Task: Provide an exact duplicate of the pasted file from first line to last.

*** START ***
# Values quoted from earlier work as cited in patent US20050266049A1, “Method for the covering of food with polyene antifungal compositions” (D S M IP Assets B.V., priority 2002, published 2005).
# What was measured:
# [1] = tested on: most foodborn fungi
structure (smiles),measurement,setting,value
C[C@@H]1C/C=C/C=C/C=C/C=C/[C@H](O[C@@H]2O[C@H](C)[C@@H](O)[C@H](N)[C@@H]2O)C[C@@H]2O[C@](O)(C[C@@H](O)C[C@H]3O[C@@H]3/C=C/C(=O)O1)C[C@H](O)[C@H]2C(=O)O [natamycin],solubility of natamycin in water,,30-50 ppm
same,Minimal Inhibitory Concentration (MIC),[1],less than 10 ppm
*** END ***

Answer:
# Values quoted from earlier work as cited in patent US20050266049A1, “Method for the covering of food with polyene antifungal compositions” (D S M IP Assets B.V., priority 2002, published 2005).
# What was measured:
# [1] = tested on: most foodborn fungi
structure (smiles),measurement,setting,value
C[C@@H]1C/C=C/C=C/C=C/C=C/[C@H](O[C@@H]2O[C@H](C)[C@@H](O)[C@H](N)[C@@H]2O)C[C@@H]2O[C@](O)(C[C@@H](O)C[C@H]3O[C@@H]3/C=C/C(=O)O1)C[C@H](O)[C@H]2C(=O)O [natamycin],solubility of natamycin in water,,30-50 ppm
same,Minimal Inhibitory Concentration (MIC),[1],less than 10 ppm